MINNEAPOLIS — The jury selection process began Monday in the high-profile murder trial of a former Minneapolis police officer who shot shot an unarmed Australian woman who had called 911 to report a suspected crime in the alley behind her south Minneapolis home.

Mohamed Noor said nothing while entering the Hennepin County Courthouse as reporters asked him whether he would testify at his trial.

The shooting of Justine Damond, 40, happened in July 2017. Noor is charged with 3rd-degree murder, 2nd-degree murder and 2nd-degree manslaughter. The 33-year-old former cop has never given a statement or shared his side of the story, but is expected to take the stand in his own defense.

Attorneys like Paul Rogosheske, who has defended officers in other criminal cases, say Noor’s testimony in trial will be extremely important because Noor will likely be making a self-defense claim.

“An officer has that defense,” Rogosheske said. “It’s what’s in his mind and what he knows. Did he reasonably fear that his life was in danger or that of his partner? He has to describe what was going through his mind and the fear that he had.”

Was Noor’s fear reasonable to justify the use of deadly force? Prosecutors will argue no. The criminal complaint says there’s no evidence Noor “encountered, appreciated, investigated or confirmed a threat,” which attorney Mike Padden agrees with.

“The problem here is that they’re going to have to convince a jury of his peers that a woman, an attractive woman in a robe was a threat, which respectfully I think will be a pretty tough burden,” Padden said.

That’s why the testimony of Noor’s partner Matthew Harrity, the only other known eyewitness to the shooting, will also be critical.

Noor was riding with Harrity through the alley behind Damond’s home at 11:37 p.m., after Damond called 911 to report a possible rape.

According to the criminal complaint, before Noor fired from the passenger seat, Harrity “perceived that his life was in danger, reached for his gun, and un-holstered it,” because he said he heard “a thump somewhere behind him on the squad car.”

Ultimately, legal experts on both sides predict the case will come down to whether Harrity and Noor are believable.

The shooting of Damond drew international attention, cost the police chief her job and forced major revisions to the police department’s policy on body cameras.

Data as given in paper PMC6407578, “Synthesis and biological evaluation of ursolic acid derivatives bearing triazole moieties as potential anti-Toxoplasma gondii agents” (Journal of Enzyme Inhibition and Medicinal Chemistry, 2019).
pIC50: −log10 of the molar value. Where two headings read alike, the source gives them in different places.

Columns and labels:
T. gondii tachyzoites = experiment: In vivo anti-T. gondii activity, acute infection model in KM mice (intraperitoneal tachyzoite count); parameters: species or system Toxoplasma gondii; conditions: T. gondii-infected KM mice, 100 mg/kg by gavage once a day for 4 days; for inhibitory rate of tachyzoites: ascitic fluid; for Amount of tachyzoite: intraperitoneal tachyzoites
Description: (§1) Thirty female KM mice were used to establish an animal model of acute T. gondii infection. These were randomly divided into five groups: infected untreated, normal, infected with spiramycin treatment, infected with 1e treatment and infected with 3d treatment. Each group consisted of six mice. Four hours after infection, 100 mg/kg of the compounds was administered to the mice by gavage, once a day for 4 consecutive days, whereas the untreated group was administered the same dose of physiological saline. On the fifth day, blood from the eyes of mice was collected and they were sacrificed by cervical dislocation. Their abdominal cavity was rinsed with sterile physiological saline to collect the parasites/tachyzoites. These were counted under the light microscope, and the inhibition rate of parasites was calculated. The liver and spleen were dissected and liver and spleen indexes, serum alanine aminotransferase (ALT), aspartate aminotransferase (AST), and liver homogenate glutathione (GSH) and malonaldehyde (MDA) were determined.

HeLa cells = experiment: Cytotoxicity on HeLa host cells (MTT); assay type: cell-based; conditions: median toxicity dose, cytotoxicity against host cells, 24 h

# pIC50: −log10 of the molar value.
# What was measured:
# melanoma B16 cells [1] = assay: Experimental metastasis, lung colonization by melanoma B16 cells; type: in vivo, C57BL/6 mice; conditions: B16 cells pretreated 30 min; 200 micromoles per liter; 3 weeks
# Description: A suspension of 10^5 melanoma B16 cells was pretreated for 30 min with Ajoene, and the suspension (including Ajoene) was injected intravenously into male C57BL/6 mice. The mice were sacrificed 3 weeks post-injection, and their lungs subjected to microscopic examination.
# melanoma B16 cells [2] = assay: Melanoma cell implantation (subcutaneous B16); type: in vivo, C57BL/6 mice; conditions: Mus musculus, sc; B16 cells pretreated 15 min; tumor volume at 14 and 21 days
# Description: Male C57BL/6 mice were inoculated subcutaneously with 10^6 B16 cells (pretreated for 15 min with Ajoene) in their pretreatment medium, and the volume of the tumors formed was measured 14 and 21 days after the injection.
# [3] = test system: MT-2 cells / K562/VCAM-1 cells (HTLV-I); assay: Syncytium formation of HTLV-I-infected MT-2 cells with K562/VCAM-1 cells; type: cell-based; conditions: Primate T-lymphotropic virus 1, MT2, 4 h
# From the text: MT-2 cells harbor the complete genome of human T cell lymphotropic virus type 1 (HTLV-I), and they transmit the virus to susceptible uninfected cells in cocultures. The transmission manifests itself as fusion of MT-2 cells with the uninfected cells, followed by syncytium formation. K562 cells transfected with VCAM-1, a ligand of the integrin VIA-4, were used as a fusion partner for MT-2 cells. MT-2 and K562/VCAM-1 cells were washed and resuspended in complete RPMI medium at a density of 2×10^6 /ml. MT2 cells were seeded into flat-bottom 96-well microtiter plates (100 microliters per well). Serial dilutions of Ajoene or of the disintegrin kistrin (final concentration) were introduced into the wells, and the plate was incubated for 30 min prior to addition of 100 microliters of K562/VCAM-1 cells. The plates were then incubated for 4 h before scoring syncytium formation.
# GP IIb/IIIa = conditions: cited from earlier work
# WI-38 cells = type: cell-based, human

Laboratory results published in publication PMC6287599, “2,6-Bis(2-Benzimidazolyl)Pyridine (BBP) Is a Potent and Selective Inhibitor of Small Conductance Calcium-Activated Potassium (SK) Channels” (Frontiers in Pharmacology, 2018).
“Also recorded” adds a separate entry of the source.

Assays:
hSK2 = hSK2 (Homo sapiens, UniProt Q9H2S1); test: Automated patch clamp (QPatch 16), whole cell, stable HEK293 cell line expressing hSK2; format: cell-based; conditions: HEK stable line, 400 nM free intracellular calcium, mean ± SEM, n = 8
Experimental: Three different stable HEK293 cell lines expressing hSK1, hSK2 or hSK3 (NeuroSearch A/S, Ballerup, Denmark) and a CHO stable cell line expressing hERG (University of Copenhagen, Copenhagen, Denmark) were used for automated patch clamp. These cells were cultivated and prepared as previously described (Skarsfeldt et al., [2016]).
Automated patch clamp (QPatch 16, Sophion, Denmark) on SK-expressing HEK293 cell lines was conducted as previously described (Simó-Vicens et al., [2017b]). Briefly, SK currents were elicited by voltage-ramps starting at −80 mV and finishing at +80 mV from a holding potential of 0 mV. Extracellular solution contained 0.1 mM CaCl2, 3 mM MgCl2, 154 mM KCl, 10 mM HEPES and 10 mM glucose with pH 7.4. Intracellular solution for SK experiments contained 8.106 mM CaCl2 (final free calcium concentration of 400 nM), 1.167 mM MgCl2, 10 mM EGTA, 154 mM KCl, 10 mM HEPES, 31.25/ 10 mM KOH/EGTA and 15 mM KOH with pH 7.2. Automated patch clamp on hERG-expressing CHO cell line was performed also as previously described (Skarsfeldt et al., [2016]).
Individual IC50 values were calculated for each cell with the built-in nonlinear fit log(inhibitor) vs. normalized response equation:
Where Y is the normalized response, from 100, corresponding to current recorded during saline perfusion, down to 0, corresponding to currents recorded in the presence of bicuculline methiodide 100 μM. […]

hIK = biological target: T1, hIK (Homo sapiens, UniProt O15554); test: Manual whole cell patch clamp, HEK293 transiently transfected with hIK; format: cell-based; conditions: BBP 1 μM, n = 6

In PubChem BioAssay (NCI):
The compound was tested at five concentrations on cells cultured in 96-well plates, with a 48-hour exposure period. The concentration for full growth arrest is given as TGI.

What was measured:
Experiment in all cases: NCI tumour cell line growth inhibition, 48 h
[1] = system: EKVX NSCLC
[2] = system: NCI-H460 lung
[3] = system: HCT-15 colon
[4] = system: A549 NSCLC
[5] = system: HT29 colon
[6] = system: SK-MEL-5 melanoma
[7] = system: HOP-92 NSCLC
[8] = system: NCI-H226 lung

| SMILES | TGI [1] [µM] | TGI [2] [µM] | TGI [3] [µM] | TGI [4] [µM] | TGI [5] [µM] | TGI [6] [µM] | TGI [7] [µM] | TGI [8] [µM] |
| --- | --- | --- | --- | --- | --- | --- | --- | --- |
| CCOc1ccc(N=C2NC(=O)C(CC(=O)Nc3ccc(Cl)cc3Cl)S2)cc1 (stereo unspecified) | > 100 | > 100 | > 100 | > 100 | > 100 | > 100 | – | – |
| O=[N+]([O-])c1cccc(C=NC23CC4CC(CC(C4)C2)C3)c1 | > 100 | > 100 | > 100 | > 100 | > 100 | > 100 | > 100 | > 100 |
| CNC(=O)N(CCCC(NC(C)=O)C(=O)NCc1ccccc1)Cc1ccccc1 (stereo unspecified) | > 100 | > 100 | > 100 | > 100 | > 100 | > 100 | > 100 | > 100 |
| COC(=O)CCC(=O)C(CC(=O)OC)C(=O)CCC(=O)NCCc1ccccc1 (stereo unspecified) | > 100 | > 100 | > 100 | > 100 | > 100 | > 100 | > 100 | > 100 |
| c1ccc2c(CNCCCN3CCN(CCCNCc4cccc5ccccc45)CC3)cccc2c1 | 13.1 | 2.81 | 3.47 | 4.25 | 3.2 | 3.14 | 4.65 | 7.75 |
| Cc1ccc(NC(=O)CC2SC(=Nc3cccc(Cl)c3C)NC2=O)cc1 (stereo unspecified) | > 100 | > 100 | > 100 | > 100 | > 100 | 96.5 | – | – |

Noor’s partner that night, Officer Matthew Harrity, told investigators he was driving a police sport utility vehicle when he heard a voice and a thump and caught a glimpse of someone outside his window. Harrity said he was startled and thought his life was in danger. He said he then heard a noise and turned to see that Noor, in the passenger seat, had fired his gun past Harrity and hit Damond through the driver’s-side window.

The officers did not turn on their body cameras until after the shooting, and there was no squad camera video.

The lack of video was widely criticized and Damond’s family called for changes, including when officers are required to turn on their cameras. Days later, the police department strengthened its policy to require that the cameras be activated immediately when responding to a call or making a traffic stop.

The shooting also raised questions about the training of Noor, a Somali-American whose arrival on the force about two years earlier had been celebrated by city leaders and Minnesota’s large Somali community. Noor had previously worked in property management.

Then-Chief Janee Harteau defended Noor’s training and said he was suited to be on the street. But Harteau was forced to resign by then-Mayor Betsy Hodges, who also lost her bid for re-election four months later in a race influenced by police-community relations.

Documents later filed as part of the criminal case showed that training officers voiced concerns about Noor’s fitness for duty long before he shot Damond, but he was deemed fit to serve.

Judge Kathryn Quaintance has ruled that prosecutors cannot present evidence about prior “bad acts” as a police officer.

She also said Noor’s pre-employment psychological exam, which found that Noor was more likely than other officers to be impatient or have difficulty confronting people, cannot be used unless he testifies and it becomes relevant. She also ruled his refusal to speak to investigators can’t be used as evidence unless Noor takes the stand.